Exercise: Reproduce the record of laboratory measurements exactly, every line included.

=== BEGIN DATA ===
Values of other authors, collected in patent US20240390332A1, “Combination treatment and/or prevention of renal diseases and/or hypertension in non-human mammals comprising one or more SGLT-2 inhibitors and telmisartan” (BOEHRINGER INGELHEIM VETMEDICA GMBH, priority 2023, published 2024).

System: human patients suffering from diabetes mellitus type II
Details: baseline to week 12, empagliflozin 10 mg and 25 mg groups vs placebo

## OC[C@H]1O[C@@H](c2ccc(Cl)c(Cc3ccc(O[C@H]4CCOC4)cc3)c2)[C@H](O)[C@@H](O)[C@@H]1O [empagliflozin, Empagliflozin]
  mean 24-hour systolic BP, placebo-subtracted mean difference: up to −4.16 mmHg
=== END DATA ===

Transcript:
Values of other authors, collected in patent US20240390332A1, “Combination treatment and/or prevention of renal diseases and/or hypertension in non-human mammals comprising one or more SGLT-2 inhibitors and telmisartan” (BOEHRINGER INGELHEIM VETMEDICA GMBH, priority 2023, published 2024).

System: human patients suffering from diabetes mellitus type II
Details: baseline to week 12, empagliflozin 10 mg and 25 mg groups vs placebo

## OC[C@H]1O[C@@H](c2ccc(Cl)c(Cc3ccc(O[C@H]4CCOC4)cc3)c2)[C@H](O)[C@@H](O)[C@@H]1O [empagliflozin, Empagliflozin]
  mean 24-hour systolic BP, placebo-subtracted mean difference: up to −4.16 mmHg